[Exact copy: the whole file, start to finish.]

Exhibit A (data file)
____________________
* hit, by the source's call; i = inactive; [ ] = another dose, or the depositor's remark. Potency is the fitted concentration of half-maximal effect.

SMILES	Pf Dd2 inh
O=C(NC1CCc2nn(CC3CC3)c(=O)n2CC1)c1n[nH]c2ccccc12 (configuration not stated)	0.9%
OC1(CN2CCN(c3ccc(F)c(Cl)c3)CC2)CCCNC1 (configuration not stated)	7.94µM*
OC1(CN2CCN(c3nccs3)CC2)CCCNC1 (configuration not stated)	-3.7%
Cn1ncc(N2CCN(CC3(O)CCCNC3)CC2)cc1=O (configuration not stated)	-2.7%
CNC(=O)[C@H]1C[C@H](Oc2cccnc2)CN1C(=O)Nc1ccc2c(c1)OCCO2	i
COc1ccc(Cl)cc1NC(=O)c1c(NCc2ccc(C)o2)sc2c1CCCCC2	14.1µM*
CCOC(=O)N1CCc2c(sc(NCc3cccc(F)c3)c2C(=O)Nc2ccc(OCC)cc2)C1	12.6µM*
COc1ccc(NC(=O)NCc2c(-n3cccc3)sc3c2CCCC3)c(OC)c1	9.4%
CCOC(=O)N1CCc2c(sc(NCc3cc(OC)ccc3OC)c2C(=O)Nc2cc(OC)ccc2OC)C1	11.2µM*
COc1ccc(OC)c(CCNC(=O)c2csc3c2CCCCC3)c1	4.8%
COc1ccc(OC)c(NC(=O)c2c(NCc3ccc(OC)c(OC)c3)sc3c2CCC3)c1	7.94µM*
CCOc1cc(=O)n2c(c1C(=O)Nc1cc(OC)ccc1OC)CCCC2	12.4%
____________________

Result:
* hit, by the source's call; i = inactive; [ ] = another dose, or the depositor's remark. Potency is the fitted concentration of half-maximal effect.

SMILES	Pf Dd2 inh
O=C(NC1CCc2nn(CC3CC3)c(=O)n2CC1)c1n[nH]c2ccccc12 (configuration not stated)	0.9%
OC1(CN2CCN(c3ccc(F)c(Cl)c3)CC2)CCCNC1 (configuration not stated)	7.94µM*
OC1(CN2CCN(c3nccs3)CC2)CCCNC1 (configuration not stated)	-3.7%
Cn1ncc(N2CCN(CC3(O)CCCNC3)CC2)cc1=O (configuration not stated)	-2.7%
CNC(=O)[C@H]1C[C@H](Oc2cccnc2)CN1C(=O)Nc1ccc2c(c1)OCCO2	i
COc1ccc(Cl)cc1NC(=O)c1c(NCc2ccc(C)o2)sc2c1CCCCC2	14.1µM*
CCOC(=O)N1CCc2c(sc(NCc3cccc(F)c3)c2C(=O)Nc2ccc(OCC)cc2)C1	12.6µM*
COc1ccc(NC(=O)NCc2c(-n3cccc3)sc3c2CCCC3)c(OC)c1	9.4%
CCOC(=O)N1CCc2c(sc(NCc3cc(OC)ccc3OC)c2C(=O)Nc2cc(OC)ccc2OC)C1	11.2µM*
COc1ccc(OC)c(CCNC(=O)c2csc3c2CCCCC3)c1	4.8%
COc1ccc(OC)c(NC(=O)c2c(NCc3ccc(OC)c(OC)c3)sc3c2CCC3)c1	7.94µM*
CCOc1cc(=O)n2c(c1C(=O)Nc1cc(OC)ccc1OC)CCCC2	12.4%